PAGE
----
Ludger Scherliess (Utah State University)
Over the past decades physics-based data assimilation models have been used in many areas of science and engineering and have found extensive use in meteorology and oceanography. More recently, data assimilation models have also become prevalent for specifications and forecasts of the near-Earth space environment and in particular of the Earth’s ionosphere. Since its discovery, the ionosphere was found to display changes over a large range of spatial and temporal scales that can have detrimental effects on several human activities and systems, including high-frequency communications, over-the-horizon radars, and survey and navigation systems such as the Global Positioning System (GPS) satellites. In an effort to mitigate these adverse effects and to better understand the system data assimilation models for the ionosphere have been developed that employ a variety of data assimilation techniques. This increased use of ionospheric data assimilation models also coincides with a strong increase in data suitable for assimilation that include both space- and ground-based observational platforms. In this talk we will discuss the models, the data, and the techniques that are being used for ionospheric data assimilation.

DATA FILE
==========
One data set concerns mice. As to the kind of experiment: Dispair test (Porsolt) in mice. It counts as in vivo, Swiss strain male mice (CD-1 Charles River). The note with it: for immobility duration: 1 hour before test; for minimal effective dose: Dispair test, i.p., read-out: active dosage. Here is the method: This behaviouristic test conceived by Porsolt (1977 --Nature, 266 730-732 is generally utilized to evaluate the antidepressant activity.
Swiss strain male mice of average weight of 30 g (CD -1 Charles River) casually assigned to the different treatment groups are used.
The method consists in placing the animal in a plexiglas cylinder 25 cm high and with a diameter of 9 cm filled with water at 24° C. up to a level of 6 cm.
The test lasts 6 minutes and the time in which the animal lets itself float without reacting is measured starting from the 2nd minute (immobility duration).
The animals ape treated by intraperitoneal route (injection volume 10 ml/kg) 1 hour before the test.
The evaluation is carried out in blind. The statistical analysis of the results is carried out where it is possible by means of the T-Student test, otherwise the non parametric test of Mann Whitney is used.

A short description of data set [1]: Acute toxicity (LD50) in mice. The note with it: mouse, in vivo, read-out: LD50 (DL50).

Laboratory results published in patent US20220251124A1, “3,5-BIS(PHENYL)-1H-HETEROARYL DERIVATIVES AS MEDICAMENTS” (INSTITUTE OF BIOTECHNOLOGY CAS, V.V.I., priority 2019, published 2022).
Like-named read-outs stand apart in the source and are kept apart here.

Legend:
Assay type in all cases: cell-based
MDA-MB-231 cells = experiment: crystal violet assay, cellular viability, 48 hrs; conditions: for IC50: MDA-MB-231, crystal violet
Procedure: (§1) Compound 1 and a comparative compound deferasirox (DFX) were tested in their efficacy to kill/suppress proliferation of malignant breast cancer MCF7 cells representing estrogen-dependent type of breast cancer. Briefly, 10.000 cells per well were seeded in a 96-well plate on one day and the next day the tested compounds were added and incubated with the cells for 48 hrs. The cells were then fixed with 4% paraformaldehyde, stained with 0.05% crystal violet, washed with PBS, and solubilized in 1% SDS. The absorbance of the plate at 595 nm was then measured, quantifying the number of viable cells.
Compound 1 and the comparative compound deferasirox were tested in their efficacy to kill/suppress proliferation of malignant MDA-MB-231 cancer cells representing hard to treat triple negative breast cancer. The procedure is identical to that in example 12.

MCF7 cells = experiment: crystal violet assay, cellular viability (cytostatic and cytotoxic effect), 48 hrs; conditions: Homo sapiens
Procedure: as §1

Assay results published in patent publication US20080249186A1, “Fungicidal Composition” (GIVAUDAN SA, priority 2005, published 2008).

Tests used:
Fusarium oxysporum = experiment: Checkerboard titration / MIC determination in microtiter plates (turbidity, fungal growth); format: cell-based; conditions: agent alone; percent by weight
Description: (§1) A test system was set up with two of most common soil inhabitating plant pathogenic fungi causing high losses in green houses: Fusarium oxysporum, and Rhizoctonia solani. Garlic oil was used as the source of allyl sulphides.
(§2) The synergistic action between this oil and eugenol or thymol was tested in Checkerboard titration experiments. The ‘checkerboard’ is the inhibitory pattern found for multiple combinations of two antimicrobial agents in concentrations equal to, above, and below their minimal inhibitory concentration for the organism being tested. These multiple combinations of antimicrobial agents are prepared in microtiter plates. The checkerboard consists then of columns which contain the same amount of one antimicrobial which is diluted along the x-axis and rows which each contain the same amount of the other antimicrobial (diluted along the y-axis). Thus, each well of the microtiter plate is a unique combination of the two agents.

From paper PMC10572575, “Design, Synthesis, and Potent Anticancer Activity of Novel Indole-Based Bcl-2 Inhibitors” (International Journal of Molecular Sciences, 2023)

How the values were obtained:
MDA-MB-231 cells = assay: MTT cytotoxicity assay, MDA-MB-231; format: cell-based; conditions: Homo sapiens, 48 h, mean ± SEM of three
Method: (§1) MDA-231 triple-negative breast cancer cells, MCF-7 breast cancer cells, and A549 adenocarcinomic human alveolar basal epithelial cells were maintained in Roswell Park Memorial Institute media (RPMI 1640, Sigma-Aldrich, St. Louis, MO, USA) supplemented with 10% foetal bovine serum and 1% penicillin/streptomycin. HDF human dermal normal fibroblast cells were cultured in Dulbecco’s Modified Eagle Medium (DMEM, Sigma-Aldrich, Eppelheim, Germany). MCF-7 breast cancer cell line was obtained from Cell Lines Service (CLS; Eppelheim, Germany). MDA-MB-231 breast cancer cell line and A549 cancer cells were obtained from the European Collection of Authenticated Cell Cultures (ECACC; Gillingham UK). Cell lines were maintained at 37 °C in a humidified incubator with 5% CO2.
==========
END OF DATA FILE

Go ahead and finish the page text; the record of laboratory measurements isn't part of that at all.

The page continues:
Invited by Claudia Stolle and Yuri Shprits.